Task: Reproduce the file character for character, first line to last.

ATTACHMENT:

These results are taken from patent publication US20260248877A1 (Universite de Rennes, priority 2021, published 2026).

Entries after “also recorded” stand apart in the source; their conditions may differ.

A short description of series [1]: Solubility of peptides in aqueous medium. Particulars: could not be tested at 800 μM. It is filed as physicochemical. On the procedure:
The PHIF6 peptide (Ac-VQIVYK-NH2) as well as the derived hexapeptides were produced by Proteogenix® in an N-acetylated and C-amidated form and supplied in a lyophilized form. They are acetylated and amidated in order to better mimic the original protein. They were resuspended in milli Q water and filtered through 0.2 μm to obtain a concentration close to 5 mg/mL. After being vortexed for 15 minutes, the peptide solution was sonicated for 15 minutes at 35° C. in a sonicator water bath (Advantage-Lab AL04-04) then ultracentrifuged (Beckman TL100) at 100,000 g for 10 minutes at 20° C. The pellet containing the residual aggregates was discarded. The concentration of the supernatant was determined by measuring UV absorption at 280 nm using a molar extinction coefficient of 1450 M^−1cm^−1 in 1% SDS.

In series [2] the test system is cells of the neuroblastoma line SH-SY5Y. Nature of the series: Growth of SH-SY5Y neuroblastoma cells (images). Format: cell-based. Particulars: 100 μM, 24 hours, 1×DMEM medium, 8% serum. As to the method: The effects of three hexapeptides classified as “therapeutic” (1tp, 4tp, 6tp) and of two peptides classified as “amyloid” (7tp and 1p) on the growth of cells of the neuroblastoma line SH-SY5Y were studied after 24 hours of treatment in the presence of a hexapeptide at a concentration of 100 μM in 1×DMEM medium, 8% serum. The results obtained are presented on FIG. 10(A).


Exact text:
These results are taken from patent publication US20260248877A1 (Universite de Rennes, priority 2021, published 2026).

Entries after “also recorded” stand apart in the source; their conditions may differ.

A short description of series [1]: Solubility of peptides in aqueous medium. Particulars: could not be tested at 800 μM. It is filed as physicochemical. On the procedure:
The PHIF6 peptide (Ac-VQIVYK-NH2) as well as the derived hexapeptides were produced by Proteogenix® in an N-acetylated and C-amidated form and supplied in a lyophilized form. They are acetylated and amidated in order to better mimic the original protein. They were resuspended in milli Q water and filtered through 0.2 μm to obtain a concentration close to 5 mg/mL. After being vortexed for 15 minutes, the peptide solution was sonicated for 15 minutes at 35° C. in a sonicator water bath (Advantage-Lab AL04-04) then ultracentrifuged (Beckman TL100) at 100,000 g for 10 minutes at 20° C. The pellet containing the residual aggregates was discarded. The concentration of the supernatant was determined by measuring UV absorption at 280 nm using a molar extinction coefficient of 1450 M^−1cm^−1 in 1% SDS.

In series [2] the test system is cells of the neuroblastoma line SH-SY5Y. Nature of the series: Growth of SH-SY5Y neuroblastoma cells (images). Format: cell-based. Particulars: 100 μM, 24 hours, 1×DMEM medium, 8% serum. As to the method: The effects of three hexapeptides classified as “therapeutic” (1tp, 4tp, 6tp) and of two peptides classified as “amyloid” (7tp and 1p) on the growth of cells of the neuroblastoma line SH-SY5Y were studied after 24 hours of treatment in the presence of a hexapeptide at a concentration of 100 μM in 1×DMEM medium, 8% serum. The results obtained are presented on FIG. 10(A).